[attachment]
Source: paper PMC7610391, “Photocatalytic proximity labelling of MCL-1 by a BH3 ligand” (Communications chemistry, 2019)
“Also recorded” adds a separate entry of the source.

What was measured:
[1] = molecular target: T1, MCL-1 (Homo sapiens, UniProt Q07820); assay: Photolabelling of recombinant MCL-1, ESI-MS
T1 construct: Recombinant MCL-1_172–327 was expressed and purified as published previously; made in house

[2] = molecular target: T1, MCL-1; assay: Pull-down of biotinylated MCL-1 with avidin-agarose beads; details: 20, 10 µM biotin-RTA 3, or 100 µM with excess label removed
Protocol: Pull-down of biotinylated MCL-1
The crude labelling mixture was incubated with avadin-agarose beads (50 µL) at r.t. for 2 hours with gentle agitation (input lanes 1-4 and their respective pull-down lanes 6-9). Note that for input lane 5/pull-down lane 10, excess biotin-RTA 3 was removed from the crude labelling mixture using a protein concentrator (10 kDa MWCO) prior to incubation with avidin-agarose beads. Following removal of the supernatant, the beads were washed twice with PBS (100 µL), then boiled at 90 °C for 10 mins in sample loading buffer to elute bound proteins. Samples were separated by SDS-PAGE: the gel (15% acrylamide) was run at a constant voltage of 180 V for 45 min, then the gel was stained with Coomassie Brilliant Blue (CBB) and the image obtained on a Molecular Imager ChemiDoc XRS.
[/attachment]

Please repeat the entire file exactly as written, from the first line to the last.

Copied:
Source: paper PMC7610391, “Photocatalytic proximity labelling of MCL-1 by a BH3 ligand” (Communications chemistry, 2019)
“Also recorded” adds a separate entry of the source.

What was measured:
[1] = molecular target: T1, MCL-1 (Homo sapiens, UniProt Q07820); assay: Photolabelling of recombinant MCL-1, ESI-MS
T1 construct: Recombinant MCL-1_172–327 was expressed and purified as published previously; made in house

[2] = molecular target: T1, MCL-1; assay: Pull-down of biotinylated MCL-1 with avidin-agarose beads; details: 20, 10 µM biotin-RTA 3, or 100 µM with excess label removed
Protocol: Pull-down of biotinylated MCL-1
The crude labelling mixture was incubated with avadin-agarose beads (50 µL) at r.t. for 2 hours with gentle agitation (input lanes 1-4 and their respective pull-down lanes 6-9). Note that for input lane 5/pull-down lane 10, excess biotin-RTA 3 was removed from the crude labelling mixture using a protein concentrator (10 kDa MWCO) prior to incubation with avidin-agarose beads. Following removal of the supernatant, the beads were washed twice with PBS (100 µL), then boiled at 90 °C for 10 mins in sample loading buffer to elute bound proteins. Samples were separated by SDS-PAGE: the gel (15% acrylamide) was run at a constant voltage of 180 V for 45 min, then the gel was stained with Coomassie Brilliant Blue (CBB) and the image obtained on a Molecular Imager ChemiDoc XRS.